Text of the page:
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Patient-Specific FSI Modelling of the Left Heart for Pre-Operative Planning of Valve Surgery

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Patient-Specific FSI Modelling of the Left Heart for Pre-Operative Planning of Valve Surgery


Cardiac valves, and especially the mitral valve (MV), are complex anatomical structures. Their proper function depends on a delicate force distribution and synchronized function of all their components. Pathological changes in valve components are common indicators for valvular surgery. There is a large variety of valve implants (mechanical/ biological), sizes and implantation techniques, as well as valve repair techniques. The success of the operation is highly dependent on the surgeons’ experience in terms of surgical technique and choosing the most appropriate prosthesis and intervention for the individual patient. This project developed a novel prognostic/forecasting fluid-solid interaction (FSI) simulation tool that can provide patient-specific pre-operative optimization of MV repair or replacement.

Materials & Methods

CT images were acquired from a 62 years old male, segmented in Simpleware, and the 3D anatomy of the left heart, including the MV and aortic valve (AV) root, was reconstructed and meshed. Porcine anterior and posterior MV leaflets were tested under biaxial displacement, whereas aortic valve (AV) leaflets, aortic wall and MV chordae were tested under uniaxial tension. The stress-strain profiles (Figure 1) were imported into the model of the left heart (Figure 2A) and a fibre-reinforced transversely isotropic material model was used for the MV and AV leaflets and aortic wall, whereas a cable material model was used for the MV chordae. The model was imported into LS-DYNA, where an FSI simulation was performed for one cardiac cycle. The ventricle motion was prescribed according to the patient’s specific systolic geometry so that to reach peak systole in 0.35s (Figure 2B). The aortic pressure was used as boundary condition at the aortic inlet/outlet and a zero pressure boundary condition was applied at the atrial side. The models were validated against in vitro testing in a pulse simulator (MV) and clinical data (whole left heart).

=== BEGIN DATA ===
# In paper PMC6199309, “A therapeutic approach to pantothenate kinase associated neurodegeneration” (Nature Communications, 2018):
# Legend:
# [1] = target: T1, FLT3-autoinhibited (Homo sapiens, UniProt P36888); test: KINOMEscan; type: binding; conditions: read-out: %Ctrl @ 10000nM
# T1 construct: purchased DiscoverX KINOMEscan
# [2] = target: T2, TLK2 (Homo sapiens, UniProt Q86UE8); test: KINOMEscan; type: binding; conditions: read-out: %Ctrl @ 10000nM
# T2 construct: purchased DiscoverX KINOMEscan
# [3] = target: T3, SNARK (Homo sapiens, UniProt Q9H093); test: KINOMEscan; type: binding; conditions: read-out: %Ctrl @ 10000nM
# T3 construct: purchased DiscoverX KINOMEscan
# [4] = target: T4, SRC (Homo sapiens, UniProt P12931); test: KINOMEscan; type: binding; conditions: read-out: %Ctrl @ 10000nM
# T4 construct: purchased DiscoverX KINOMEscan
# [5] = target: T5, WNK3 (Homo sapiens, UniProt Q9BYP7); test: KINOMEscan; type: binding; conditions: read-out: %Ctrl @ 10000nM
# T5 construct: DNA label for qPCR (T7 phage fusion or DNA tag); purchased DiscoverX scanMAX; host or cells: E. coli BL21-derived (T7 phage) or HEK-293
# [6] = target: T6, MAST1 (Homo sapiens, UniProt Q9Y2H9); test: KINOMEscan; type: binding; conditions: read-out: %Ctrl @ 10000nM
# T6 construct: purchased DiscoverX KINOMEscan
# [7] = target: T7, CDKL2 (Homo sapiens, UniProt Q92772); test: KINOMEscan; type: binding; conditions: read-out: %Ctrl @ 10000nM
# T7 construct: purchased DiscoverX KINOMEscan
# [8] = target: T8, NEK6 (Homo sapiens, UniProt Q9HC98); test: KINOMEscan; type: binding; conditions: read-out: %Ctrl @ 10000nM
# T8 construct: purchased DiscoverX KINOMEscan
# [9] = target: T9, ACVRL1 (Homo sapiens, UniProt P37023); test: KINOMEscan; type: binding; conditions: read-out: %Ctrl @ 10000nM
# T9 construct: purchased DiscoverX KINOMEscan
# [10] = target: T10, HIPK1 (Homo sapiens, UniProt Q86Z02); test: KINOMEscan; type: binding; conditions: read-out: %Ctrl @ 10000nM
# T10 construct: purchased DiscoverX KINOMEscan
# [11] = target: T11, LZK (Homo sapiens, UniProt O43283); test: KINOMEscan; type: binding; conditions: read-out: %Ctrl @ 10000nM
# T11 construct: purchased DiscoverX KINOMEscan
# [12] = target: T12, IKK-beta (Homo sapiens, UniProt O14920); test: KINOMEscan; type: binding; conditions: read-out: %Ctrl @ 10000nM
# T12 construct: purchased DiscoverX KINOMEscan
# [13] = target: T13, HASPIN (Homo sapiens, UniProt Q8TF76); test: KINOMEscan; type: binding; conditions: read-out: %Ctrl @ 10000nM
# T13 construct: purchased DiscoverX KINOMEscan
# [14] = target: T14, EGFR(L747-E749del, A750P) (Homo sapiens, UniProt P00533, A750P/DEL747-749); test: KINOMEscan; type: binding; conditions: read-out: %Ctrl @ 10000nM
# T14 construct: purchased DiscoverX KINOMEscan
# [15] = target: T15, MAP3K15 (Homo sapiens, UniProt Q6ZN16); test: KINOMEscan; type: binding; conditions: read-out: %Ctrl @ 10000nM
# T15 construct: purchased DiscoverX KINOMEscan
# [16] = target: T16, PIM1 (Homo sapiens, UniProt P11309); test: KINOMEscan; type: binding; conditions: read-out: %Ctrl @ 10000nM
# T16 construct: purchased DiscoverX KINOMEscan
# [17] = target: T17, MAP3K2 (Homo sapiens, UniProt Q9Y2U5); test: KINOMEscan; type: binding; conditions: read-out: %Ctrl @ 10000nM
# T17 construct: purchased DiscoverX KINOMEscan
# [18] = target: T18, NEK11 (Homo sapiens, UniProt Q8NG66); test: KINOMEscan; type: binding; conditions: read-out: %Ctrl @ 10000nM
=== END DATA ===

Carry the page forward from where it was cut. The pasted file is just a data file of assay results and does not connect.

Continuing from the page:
The simulations predicted MV and AV leaflet regions with elevated stress concentrations during the cardiac cycle (Figures 3A, 3B and 4A), which were in accord with failure regions observed clinically. Moreover, the simulations indicated variable loading of the different MV chordae during the cardiac cycle. The whole left heart model demonstrated the interdependent function of the MV and AV, whereas the predicted fluid patterns developed during the cardiac cycle indicated varying wall shear stress levels on the wall of the different components (Figure 4B). 


This study demonstrated that different components of the MV experience different levels of stress and strain, with direct implications in the selection of appropriate materials for MV reconstruction. Future work will focus on parametric studies with different repair materials for MV leaflet and chordae reconstruction, and different prostheses for MV replacement.

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